“I miss Will. I hate that I can’t tell him that I love him right now. Death feels so real and permanent and hard. But death, death for those in Christ is only a veil. It’s a passage we walk towards eternity with our Savior. Will is secure in Jesus right now. Because of that, I will choose joy. I will choose joy because JOY called Will home and now Will is experiencing unspeakable joy in the presence of our God.

This sorrow is real, and this is a time for mourning—a life ended so early, a beautiful life that was doing things and going places and bearing fruit. Yes, this sorrow is so real. But joy, yes, joy, overwhelms it. The truth is that Will’s death does not touch God’s unfailing promises, unending faithfulness, or ridiculous love.

One thing I remember about Will was that he had this aura about him, this contagious spirit made up his goofy grin and magnetic personality in equal measure. Will had Joy, that fruit of the Spirit we pick up from contact with Jesus through the Holy Spirit. And now, now that Will is rubbing shoulders with the King in His forever home, that Joy must be more real than ever.”

My dad is a really wise man, somebody who speaks clarity and love and truth into situations. The day after I heard the news, I called him from a restaurant in Barcelona hoping to hear some comforting wisdom. I don’t think I’ll ever forget his words.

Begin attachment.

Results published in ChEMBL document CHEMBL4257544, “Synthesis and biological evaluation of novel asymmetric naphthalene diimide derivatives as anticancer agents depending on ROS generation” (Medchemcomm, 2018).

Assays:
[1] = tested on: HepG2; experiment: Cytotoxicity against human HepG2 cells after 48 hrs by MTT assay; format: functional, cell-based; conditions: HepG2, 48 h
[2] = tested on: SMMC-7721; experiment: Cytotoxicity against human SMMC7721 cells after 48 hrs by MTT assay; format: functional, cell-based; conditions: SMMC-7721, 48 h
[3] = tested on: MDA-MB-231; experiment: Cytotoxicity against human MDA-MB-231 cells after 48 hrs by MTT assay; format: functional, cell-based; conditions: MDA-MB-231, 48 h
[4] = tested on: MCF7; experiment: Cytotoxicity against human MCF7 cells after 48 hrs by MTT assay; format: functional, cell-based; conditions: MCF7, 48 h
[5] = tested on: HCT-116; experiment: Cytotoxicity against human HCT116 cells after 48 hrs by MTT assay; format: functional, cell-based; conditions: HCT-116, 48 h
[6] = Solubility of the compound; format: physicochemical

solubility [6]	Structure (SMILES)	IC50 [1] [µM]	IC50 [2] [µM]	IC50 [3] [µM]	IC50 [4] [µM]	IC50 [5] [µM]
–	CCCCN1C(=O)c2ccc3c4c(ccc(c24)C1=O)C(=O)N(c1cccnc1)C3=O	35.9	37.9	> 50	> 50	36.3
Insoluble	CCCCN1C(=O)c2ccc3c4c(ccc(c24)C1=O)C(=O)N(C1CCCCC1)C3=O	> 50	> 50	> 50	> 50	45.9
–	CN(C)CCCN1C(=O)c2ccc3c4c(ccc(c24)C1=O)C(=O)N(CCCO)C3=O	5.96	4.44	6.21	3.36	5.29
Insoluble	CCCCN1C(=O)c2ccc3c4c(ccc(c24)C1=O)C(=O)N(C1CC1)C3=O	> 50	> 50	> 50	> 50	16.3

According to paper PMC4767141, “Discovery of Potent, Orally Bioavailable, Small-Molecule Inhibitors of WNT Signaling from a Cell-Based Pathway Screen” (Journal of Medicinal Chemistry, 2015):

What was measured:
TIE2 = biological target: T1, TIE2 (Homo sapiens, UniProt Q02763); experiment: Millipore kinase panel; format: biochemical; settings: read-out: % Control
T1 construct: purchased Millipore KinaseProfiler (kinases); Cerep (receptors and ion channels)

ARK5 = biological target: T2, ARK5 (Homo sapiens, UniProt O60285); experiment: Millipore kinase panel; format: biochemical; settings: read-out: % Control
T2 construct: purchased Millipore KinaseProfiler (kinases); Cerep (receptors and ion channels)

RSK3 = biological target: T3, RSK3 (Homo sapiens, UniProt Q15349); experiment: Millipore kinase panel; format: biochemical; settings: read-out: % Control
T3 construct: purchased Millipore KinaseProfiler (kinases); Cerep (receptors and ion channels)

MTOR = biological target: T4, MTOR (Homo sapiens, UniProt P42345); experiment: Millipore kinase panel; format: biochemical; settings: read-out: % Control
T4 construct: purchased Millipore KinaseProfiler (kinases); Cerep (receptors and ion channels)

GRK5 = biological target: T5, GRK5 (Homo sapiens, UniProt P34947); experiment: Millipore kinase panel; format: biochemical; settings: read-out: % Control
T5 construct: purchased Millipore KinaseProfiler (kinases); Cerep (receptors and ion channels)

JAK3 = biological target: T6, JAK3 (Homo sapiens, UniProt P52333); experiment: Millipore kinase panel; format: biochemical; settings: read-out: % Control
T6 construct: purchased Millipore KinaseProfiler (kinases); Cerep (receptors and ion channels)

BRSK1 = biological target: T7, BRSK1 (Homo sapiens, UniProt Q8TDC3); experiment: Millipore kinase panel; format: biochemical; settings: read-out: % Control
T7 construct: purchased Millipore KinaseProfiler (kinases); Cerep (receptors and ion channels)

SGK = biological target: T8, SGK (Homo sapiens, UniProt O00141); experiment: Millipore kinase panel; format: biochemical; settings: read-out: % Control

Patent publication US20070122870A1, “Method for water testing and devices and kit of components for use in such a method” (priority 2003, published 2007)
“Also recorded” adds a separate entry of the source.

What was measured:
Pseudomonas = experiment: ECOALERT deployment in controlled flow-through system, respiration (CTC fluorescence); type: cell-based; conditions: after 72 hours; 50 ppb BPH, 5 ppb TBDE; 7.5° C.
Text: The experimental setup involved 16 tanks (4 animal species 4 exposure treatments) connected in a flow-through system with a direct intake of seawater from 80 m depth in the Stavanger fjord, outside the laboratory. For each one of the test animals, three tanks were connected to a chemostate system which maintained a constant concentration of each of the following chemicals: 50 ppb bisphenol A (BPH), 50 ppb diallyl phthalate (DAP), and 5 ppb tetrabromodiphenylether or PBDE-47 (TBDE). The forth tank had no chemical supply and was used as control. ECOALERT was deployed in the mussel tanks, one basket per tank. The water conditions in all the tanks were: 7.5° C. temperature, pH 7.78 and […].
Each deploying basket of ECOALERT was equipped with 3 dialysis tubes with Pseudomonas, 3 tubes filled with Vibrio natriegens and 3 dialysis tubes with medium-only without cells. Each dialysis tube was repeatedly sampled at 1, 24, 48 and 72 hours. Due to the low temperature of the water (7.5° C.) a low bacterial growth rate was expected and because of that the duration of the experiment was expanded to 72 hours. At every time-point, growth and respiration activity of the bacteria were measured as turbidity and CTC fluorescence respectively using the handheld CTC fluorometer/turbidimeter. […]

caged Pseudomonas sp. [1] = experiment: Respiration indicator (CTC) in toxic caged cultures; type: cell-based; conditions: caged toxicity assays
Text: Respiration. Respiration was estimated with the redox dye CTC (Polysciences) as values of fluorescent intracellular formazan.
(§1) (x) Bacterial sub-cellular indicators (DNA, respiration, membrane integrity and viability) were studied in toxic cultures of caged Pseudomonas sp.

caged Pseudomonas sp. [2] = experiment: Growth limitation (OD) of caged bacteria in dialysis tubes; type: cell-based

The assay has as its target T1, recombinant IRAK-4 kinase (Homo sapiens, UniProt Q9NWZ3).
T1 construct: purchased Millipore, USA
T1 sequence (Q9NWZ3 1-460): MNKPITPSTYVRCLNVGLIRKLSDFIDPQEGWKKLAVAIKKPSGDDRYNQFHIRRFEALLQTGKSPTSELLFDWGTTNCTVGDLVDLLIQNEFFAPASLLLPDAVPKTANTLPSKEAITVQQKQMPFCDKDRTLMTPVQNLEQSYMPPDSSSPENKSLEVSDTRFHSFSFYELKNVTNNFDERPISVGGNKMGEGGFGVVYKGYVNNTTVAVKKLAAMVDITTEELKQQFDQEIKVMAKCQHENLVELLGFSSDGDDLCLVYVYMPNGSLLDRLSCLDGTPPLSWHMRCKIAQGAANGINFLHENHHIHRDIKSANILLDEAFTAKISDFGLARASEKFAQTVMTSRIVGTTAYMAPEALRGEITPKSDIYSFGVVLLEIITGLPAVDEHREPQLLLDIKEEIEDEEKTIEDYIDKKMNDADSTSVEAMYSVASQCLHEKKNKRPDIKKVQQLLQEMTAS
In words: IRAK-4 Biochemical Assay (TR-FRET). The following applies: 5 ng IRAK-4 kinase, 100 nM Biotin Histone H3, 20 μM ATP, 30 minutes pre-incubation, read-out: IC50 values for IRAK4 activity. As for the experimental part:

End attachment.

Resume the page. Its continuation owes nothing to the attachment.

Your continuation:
“Vince, here’s what I’m finding comfort in right now.” His voice was strained but clear. “Paul writes that ‘To live is Christ, to die is gain.’ And here’s the thing: we either believe those words or we don’t. And if we believe them, then this is going to be OK.”

My cousin Will believed those Divine words, that living was Christ, and that death was gain because it meant going home. His trust in the saving grace of Jesus Christ set him free to spend his days here on Earth doing the things that matter once our days run out—serving relentlessly, living boldly, and loving deeply—all in an attempt to imitate his Savior. Just like my dad said about Will on a wakeboard, “He went for it. Like crazy.” He built stuff like crazy. He helped the people around him like crazy. He loved his wife, his family, and his friends like crazy.

Patrick Kolts, Will’s brother-in-law and best friend, posted an instagram with a caption that says everything that I want to close this post with.